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Why Does Judaism Forbid Tattoos?

Why Does Judaism Forbid Tattoos?

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The source of this prohibition is Leviticus 19:28: “You shall not etch a tattoo on yourselves.” This prohibition applies to all tattoos besides those made for medical purposes, such as to guide a surgeon making an incision.

Although some of the commentaries1 seem to believe that this is one of the Torah’s chukim, the commandments whose rationales transcend the ken of human intellect, other commentators do offer several explanations for this prohibition:

  1. The human body is G‑d’s creation, and it is therefore unbefitting to mutilate G‑d’s handiwork. It is especially unbefitting for members of G‑d’s chosen nation to mutilate their bodies. One must believe that G‑d, the greatest artisan of all, formed him or her in the most fitting way, and one must not change this form. Changing one’s body (unless it is for health reasons) is tantamount to insulting G‑d’s handiwork.2
  2. In ancient times, it was customary for idol-worshippers to tattoo themselves as a sign of commitment to their deity—much like an animal that is branded by its owner. On many occasions the Torah forbids practices that emulate pagan customs, considering that following their traditions is the first step towards subscribing to their idolatrous beliefs and services.3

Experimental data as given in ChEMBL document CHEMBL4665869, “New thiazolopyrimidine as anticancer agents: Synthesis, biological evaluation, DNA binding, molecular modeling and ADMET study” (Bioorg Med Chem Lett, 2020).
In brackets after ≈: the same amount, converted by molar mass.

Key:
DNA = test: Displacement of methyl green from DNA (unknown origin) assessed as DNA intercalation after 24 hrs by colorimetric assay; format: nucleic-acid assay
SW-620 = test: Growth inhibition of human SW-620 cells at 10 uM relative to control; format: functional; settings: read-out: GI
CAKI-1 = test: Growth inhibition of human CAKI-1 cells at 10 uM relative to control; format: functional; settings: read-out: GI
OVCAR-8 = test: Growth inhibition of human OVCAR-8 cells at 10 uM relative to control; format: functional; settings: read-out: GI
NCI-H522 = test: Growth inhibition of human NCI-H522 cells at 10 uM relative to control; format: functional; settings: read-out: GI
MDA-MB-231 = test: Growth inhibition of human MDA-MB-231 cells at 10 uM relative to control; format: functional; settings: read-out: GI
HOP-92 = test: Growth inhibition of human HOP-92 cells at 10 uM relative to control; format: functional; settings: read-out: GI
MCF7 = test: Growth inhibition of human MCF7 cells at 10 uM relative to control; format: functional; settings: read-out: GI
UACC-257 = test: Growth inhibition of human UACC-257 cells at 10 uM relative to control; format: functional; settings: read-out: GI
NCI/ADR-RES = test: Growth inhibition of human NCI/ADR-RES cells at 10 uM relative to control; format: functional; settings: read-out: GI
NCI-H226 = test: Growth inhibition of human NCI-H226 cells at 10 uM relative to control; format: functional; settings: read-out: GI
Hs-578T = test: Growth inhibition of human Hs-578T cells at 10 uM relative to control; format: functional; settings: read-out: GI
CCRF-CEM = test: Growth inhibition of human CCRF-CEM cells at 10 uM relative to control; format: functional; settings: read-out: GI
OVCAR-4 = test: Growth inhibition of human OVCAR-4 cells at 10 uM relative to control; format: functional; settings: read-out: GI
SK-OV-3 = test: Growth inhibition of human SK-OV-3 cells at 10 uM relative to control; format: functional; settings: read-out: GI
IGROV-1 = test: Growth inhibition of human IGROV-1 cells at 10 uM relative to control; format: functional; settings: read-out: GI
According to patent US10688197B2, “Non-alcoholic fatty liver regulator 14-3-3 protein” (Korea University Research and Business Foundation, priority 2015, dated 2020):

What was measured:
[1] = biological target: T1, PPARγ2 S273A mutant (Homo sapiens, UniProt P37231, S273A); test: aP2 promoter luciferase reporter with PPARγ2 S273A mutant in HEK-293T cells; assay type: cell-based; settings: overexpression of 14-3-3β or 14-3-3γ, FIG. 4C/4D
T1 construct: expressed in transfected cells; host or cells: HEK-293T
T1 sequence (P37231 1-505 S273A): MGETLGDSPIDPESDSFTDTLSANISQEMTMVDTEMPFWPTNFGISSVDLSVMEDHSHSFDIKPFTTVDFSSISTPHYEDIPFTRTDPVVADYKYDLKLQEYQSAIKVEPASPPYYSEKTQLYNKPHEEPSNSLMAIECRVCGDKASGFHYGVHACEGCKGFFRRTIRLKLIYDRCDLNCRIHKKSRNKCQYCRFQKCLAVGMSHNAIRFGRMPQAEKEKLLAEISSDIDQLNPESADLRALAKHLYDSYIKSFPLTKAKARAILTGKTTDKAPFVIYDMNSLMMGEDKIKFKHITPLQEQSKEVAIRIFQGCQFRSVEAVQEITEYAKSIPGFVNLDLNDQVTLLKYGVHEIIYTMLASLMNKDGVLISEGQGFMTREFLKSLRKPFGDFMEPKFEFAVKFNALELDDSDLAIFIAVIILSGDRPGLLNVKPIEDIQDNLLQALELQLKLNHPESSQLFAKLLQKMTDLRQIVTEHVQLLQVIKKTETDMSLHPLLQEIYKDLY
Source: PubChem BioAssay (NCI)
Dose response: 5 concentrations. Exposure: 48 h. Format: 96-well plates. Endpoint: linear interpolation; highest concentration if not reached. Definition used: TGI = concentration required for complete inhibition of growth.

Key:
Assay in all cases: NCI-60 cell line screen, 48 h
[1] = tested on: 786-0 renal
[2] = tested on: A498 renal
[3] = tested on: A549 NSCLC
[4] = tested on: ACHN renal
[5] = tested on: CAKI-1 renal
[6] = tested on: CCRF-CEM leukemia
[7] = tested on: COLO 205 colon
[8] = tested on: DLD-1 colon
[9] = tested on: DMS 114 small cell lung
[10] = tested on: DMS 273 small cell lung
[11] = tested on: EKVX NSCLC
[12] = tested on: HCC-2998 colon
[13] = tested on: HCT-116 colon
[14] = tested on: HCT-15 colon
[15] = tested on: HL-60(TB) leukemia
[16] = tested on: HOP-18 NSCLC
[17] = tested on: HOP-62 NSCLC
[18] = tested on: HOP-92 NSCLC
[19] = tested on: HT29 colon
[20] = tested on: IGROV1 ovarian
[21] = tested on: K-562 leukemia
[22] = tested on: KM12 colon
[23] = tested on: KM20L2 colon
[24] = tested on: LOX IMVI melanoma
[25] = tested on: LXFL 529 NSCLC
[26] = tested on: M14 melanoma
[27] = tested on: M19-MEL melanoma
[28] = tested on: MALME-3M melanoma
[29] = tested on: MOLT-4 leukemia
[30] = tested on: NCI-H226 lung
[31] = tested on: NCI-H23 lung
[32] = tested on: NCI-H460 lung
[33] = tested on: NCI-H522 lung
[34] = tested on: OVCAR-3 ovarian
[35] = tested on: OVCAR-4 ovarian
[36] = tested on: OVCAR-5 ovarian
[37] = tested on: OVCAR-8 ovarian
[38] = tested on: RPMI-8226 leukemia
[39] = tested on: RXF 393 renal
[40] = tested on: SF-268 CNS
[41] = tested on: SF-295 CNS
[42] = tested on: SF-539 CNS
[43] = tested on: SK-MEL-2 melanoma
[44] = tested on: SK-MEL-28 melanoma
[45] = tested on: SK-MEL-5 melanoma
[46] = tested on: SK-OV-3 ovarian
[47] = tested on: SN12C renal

3. The covenant of circumcision is unique in its being a sign in our bodies of our relationship with G‑d. Making other signs in one’s body would weaken and cheapen this special sign.4

See also Can a Person with a Tattoo Be Buried in a Jewish Cemetery? and I Want a Star of David Tattoo.

Footnotes
1.
See Rashi on the Talmud, Makkot 21a.
2.
See Siftei Cohen to Leviticus 19:28; Rashi to Deuteronomy 14:1; Responsa Tzitz Eliezer 11:41.
3.
Maimonides, Mishneh Torah, Laws of Idolatry 12:11.
4.
Sforno to Leviticus 19:27.
Rabbi Baruch S. Davidson is a writer who lives with his family in Brooklyn, N.Y.
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Discussion (161)
April 8, 2016
"So, if God makes you ugly, you have to live with it, but if you get a disease he made a mistake?" - anonymous

Do tattoos make a person less ugly? Should people only be beautiful? Is a prohibition on tattoos reason to mock or scoff?
Anonymous
March 11, 2016
That would not be permitted. There are cases of medical "tattoos" to recreate the look of certain parts of the body that may have been damaged or removed through surgery, which might be permitted. An expert rabbi would need to determine this on a case by case basis.
Simcha Bart for Chabad.org
March 9, 2016
What if you had hip surgery and you hate the scars on your upper thigh?? Can you get a tattoo on your body to cover it? (A tattoo that is not of a person or animal etc)
Anonymous
Brooklyn
July 8, 2015
Stigma